Republicans move to end car emissions hearing early due to impeachment proceedings

Republicans move to end car emissions hearing early due to impeachment proceedings
© Greg Nash

Republicans and Democrats clashed during an Oversight and Reform subcommittee hearing on Tuesday, after GOP lawmakers argued the proceeding conflicted with ongoing impeachment depositions and moved to dismiss.

“We have to be in a deposition on this unfair, partisan impeachment process you are running,” Rep. Paul GosarPaul Anthony GosarWhite House calls Democratic witness's mentioning of president's youngest son 'classless' Sen. John Kennedy: Americans 'deserve some answers' on Epstein's death Gosar leaves message in tweets: 'Epstein didn't kill himself' MORE (R-Ariz.) said.

In his opening statement, ranking member James ComerJames (Jamie) R. ComerNew hemp trade group presses lawmakers on immigration reform, regs Kentucky Senate president: Bevin should concede if recanvass confirms results Overnight Energy: Jerry Brown testifies on emissions fight | Brown presses climate action: 'Impeachment is important, but the climate is even more important' | Dems look to protect Grand Canyon from drilling MORE (R-Ky.) criticized Democrats for scheduling hearings during the ongoing impeachment proceedings.

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“The majority is creating a difficult scheduling conflict for members of this subcommittee. On one hand, we have today’s hearing, on the other we have a deposition related to the majority's impeachment of the president,” he said.

“I believe the Democrats' impeachment inquiry needs our members' attention, and I hope going forward we can agree to avoid this type of scheduling conflict.”

The call to adjourn was the second time Republicans had used such a tactic to end a hearing due to low attendance. Republicans in February successfully prematurely concluded a Natural Resources Committee hearing on climate change after only two Democrats were in attendance. Democratic lawmakers at the time called the move a stunt.

The purpose of the House Oversight and Reform Subcommittee on Environment hearing on environment was to discuss the Trump administration’s changes to federal car emissions standards. Former California Gov. Jerry Brown (D) was on hand as one of the key witnesses set to testify.

The hearing was occurring simultaneously with an impeachment deposition of White House official Alexander Vindman. Not all House lawmakers are eligible to sit in the secure room where the impeachment depositions are taking place.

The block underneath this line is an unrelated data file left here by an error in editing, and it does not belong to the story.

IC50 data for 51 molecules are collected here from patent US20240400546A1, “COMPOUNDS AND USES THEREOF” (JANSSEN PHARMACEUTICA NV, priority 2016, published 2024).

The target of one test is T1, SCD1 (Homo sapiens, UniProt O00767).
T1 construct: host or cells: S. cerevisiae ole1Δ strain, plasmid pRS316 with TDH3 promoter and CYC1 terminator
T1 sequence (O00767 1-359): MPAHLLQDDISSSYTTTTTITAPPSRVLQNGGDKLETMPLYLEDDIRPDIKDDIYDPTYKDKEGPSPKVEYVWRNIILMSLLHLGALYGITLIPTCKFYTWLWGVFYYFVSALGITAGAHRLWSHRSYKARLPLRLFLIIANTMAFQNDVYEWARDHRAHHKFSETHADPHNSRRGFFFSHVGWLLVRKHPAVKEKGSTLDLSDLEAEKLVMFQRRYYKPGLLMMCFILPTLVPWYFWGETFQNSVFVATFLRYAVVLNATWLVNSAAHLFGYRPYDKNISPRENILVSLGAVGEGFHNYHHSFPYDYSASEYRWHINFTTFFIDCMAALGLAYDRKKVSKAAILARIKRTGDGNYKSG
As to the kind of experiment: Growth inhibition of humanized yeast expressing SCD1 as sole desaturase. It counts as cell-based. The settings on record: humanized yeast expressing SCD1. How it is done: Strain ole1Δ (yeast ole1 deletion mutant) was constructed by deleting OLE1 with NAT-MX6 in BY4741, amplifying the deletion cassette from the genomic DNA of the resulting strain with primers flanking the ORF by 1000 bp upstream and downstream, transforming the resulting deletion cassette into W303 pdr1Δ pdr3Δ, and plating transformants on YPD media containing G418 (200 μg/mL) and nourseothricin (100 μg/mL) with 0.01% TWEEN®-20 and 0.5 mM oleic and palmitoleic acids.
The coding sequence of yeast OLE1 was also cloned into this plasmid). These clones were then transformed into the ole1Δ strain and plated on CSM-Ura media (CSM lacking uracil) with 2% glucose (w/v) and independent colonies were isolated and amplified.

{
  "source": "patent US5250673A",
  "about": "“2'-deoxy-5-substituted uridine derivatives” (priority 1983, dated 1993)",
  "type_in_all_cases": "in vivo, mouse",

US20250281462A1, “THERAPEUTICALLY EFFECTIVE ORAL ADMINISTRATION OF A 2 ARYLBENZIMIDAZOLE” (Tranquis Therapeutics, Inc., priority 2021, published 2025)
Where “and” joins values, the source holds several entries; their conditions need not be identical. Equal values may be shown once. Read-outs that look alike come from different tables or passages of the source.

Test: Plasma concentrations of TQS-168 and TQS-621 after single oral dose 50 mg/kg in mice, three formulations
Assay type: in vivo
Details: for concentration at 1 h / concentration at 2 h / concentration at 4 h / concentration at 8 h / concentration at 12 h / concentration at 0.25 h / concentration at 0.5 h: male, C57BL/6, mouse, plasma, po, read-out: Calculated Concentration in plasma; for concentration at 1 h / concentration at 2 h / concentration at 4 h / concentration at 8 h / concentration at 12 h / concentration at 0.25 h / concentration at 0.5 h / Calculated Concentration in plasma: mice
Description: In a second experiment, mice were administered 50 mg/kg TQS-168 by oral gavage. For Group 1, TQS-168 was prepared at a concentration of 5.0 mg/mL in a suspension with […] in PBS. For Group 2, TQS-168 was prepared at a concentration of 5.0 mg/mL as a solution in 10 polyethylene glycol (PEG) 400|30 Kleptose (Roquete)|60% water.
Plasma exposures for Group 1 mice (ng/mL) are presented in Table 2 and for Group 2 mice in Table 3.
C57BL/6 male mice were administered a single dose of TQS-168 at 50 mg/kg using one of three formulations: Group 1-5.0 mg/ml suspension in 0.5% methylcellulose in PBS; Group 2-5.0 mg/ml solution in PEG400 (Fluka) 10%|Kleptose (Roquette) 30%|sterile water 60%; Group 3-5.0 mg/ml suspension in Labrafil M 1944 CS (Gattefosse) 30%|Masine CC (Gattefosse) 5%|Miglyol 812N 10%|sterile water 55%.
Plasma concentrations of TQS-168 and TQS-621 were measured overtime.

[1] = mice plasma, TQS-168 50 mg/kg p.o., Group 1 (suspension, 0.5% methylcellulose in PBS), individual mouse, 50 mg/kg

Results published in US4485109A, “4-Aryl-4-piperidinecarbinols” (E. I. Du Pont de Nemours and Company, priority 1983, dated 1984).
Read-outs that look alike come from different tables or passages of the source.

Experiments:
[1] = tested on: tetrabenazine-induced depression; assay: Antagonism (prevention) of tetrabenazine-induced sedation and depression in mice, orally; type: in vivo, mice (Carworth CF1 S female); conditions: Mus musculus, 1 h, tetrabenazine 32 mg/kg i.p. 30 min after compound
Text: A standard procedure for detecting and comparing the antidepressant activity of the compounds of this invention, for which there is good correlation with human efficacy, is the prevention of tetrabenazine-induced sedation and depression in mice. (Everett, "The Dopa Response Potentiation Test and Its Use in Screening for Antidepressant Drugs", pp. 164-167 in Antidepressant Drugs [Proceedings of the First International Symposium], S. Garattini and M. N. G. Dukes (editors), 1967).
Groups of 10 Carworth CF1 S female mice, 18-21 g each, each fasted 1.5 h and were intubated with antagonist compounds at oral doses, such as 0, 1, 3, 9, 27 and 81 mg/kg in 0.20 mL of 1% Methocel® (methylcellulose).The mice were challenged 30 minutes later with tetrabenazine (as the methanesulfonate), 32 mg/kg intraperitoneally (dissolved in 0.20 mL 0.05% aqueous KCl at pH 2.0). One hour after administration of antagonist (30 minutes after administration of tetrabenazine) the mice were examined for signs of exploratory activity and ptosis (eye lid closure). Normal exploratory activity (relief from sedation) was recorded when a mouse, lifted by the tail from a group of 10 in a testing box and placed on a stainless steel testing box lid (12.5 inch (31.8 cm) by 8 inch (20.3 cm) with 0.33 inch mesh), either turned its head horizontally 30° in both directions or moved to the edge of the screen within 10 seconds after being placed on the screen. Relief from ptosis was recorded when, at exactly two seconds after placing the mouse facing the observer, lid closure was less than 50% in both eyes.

At the time of Gosar’s request for a roll call vote, only four Democrats were attending the hearing. Democrats delayed the vote by nearly 25 minutes. 

"We have an entire political party that’s trying to get out of their job and adjourn this hearing," Rep. Alexandria Ocasio-CortezAlexandria Ocasio-CortezDemocrats ask if they have reason to worry about UK result Sanders, Ocasio-Cortez to hold campaign rallies in Los Angeles, Las Vegas Overwhelming majority say social media companies have too much influence: poll MORE (D-N.Y.) said of Republicans during the proceedings.

The final vote had six lawmakers in favor of dismissing the hearing and seven against.

“I have to say I’m very disappointed in these antics. I have been in the [sensitive compartmented information facility] room for many of these witness depositions. Many of the members who have been afforded the ability to go there, have not been in many of those depositions,” said Rep. Harley RoudaHarley Edwin RoudaDemocrats reach cusp of impeachment Overnight Energy: Dems unveil first bill toward goal of net-zero emissions by 2050 | Oversight panel asks EPA for plans on 'forever chemicals' | EPA finalizes rule easing chemical plant safety regulations Oversight Democrats ask EPA to turn over plans for regulating toxic 'forever chemicals' MORE (D-Calif.) chairman of the subcommittee, following the vote.

“The fact that they seem to want to make it an issue now clearly shows they care more about the process, and trying to prevent the good work of this committee to do the investigative work its obligated to do under the Constitution, [in order] to protect the president at all costs instead of doing their duty, is disappointing."

Witnesses finally gave their opening statements more than 35 minutes into the hearing’s start.